what ingredients are you trying to avoid? You seem to rely on scaremongering websites for your information. Have you read the IOM adverse effects of vaccines and causation which looks at all the research on the complications of the disease and the vaccines

Frontdoorstep Mon 07-Oct-13 07:41:03

Catherina, I could have worded it a bit better, however I think you can get the gist of it. We vaccinate against mumps to protect against adult male infertility but if mumps doesn't cause adult male infertility then why is the mumps vaccine needed, this is without even questioning why it would be needed at 13 months old and by girls, even if it did cause male infertility.

Quick chat, I am also concerned about the ingredients in the flu vaccine, and I will certainly avoid it.

CatherinaJTV Mon 07-Oct-13 07:32:15

Frontdoor - is that satire?

Frontdoorstep Sun 06-Oct-13 21:12:13

I know this thread is about the flu vaccine but if what they are saying is that mumps doesn't cause sterility (btw this is the impression I was also under) then this is an even greater reason to avoid the MMR, it is to protect against infertility from mumps but if mumps doescnt cause infertility, then you are are vaccinating to prevent damage to an unborn baby from rubella, to protect from infertility from mumps (which isn't an issue cos mumps doesn't cause infertility) so really the issue is if you want your child to have 3 vaccines to protect against the measles that for most children isn't serious.

bumbleymummy Sun 06-Oct-13 20:40:30

They seem to have changed their wording slightly but it still says:

"Despite common belief there is no firm evidence that orchitis causes sterility."

Orchitis being a possible complication of mumps.

bruffin Sun 06-Oct-13 12:46:00

Hpa does not say that is no firm evidence that mumps causes sterility. It now says mumps seldom causes sterilityfor both men and women.

arkestra Thu 03-Oct-13 23:24:02

(A lot of the time in threads like this it's like people have completely different views of reality (in particular around risks associated with vaccination and disease) and that paper is the best take on the difference I've seen so far.)

arkestra Thu 03-Oct-13 23:12:14

Quickchat: do you think this describes your attitudes fairly?

‘Trusting blindly can be the biggest risk of all’

It's hard for someone like me, who believes in the currently dominant view of vaccines as basically a good thing, to understand where you're coming from. Your opinions are obviously honestly held. Understand if you find it pointless or irrelevant or whatever.

bumbleymummy Thu 03-Oct-13 21:03:03

Also worth noting (again) that 'there is no firm evidence that mumps causes sterility' (HPA)

bumbleymummy Thu 03-Oct-13 21:01:55

"The immune system was doing a pretty good job up until now? Really?"

Well, yes, otherwise we wouldn't be here at all, would we? No one is saying it is perfect.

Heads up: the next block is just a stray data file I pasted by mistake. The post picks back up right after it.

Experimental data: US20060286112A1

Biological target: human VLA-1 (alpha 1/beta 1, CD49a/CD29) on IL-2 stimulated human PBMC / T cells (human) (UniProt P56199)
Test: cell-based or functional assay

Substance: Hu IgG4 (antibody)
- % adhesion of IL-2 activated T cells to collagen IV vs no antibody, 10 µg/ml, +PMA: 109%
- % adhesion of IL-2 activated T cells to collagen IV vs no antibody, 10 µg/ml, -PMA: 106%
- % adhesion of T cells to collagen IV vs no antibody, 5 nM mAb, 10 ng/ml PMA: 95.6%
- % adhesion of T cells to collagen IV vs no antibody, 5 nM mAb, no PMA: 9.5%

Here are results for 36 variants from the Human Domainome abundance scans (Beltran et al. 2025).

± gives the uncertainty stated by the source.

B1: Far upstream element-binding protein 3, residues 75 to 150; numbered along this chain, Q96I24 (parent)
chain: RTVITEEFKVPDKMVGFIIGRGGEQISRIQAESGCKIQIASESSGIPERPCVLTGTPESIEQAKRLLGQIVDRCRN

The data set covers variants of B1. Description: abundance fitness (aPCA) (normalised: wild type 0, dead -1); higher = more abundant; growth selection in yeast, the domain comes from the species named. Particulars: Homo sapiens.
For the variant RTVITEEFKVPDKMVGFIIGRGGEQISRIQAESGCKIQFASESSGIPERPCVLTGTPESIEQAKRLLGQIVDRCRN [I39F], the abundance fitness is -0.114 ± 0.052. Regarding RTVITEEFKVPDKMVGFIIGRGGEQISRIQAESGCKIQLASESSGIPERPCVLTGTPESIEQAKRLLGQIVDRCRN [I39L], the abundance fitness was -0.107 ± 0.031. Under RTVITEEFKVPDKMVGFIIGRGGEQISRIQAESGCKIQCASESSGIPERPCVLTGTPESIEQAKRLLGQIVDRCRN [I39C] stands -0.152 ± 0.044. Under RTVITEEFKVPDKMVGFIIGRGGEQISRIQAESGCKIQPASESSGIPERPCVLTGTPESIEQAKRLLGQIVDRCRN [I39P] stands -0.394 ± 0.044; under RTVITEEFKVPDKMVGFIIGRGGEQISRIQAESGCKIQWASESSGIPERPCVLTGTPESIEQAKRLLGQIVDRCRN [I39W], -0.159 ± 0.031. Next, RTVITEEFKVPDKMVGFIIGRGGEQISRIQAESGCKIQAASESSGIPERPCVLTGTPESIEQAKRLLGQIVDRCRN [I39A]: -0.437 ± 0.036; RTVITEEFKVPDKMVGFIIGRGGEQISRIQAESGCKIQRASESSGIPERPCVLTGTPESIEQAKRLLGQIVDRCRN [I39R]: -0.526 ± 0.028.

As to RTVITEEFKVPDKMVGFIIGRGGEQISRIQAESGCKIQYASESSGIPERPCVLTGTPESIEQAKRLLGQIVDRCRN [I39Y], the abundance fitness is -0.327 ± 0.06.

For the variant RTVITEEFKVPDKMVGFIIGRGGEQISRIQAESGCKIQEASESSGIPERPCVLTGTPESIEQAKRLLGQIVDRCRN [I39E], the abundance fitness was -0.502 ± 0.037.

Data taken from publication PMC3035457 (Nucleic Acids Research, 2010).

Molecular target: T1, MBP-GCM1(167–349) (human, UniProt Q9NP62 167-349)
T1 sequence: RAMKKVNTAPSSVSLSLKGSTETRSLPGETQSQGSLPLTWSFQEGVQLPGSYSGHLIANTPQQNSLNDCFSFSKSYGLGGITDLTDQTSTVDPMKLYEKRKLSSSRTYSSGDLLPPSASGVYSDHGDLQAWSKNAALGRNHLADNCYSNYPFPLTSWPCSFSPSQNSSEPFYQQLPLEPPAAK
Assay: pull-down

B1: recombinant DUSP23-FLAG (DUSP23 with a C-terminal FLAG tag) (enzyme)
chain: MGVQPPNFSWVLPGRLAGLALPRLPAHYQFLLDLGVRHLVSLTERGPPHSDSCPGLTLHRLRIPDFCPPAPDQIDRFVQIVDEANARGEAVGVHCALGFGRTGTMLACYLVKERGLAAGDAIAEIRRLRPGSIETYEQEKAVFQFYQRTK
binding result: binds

quickchat Thu 03-Oct-13 20:56:28

sashh People aren't dying from flu because we are all walking about with our inadequate immune systems relying only on vaccines to keep us alive!! smile.

Yes if someone is at high risk of dying from virus and flu then by all means, the vaccines could be of great benefit to them.

I notice you to ignore the fact i've lost my cousin to vaccine damage and only mention deaths from flu.
Who was the last family member you lost to flu? Do deaths from vaccines deserve only a shrug?

I don't know about anyone else but I can't remember the last time I lay in bed worrying about what virus's my children might catch or if chicken pox will kill them. Bring out a vaccine and we are all trampling each other to get them in case our child dies.

Leave them to the children at risk and leave otherwise healthy children to build a healthy immune system.

sunnysummer If this was QI with Stephen Fry then a buzzer would have sounded the minute you hailed the smallpox vaccine as successful!

It was Edward Jenner who first came up with vaccine. After it was tested on a relatively small number of people it became compulsory in the mid 1800's for all children or the parents were heavily fined. Uptake was good!

They quickly discovered that Jenner was wrong and it did not give life long protection and in fact around 8 vaccinations were needed.
Even after that there was outbreaks in different parts of the country and the biggest percentage of victims had been vaccinated.

The vaccines then were dirty and it was vaccine which first spread syphilis across Europe.

Born were the first anti-vaccine nuts like me grin! There was a large protest and eventually a new law made vaccines by choice (hallelujah).

Uptake with vaccine dropped dramatically but so did cases of small pox strangely, as did cases of measles and scarlet fever which there was no vaccine for at this point.

There then came a point where there was more deaths from vaccine than small pox.

It was the late 19th century that saw very few cases of small pox but very low uptake of the vaccine!

In the 60's there was around 30 deaths from small pox vaccine and one death from actual small pox.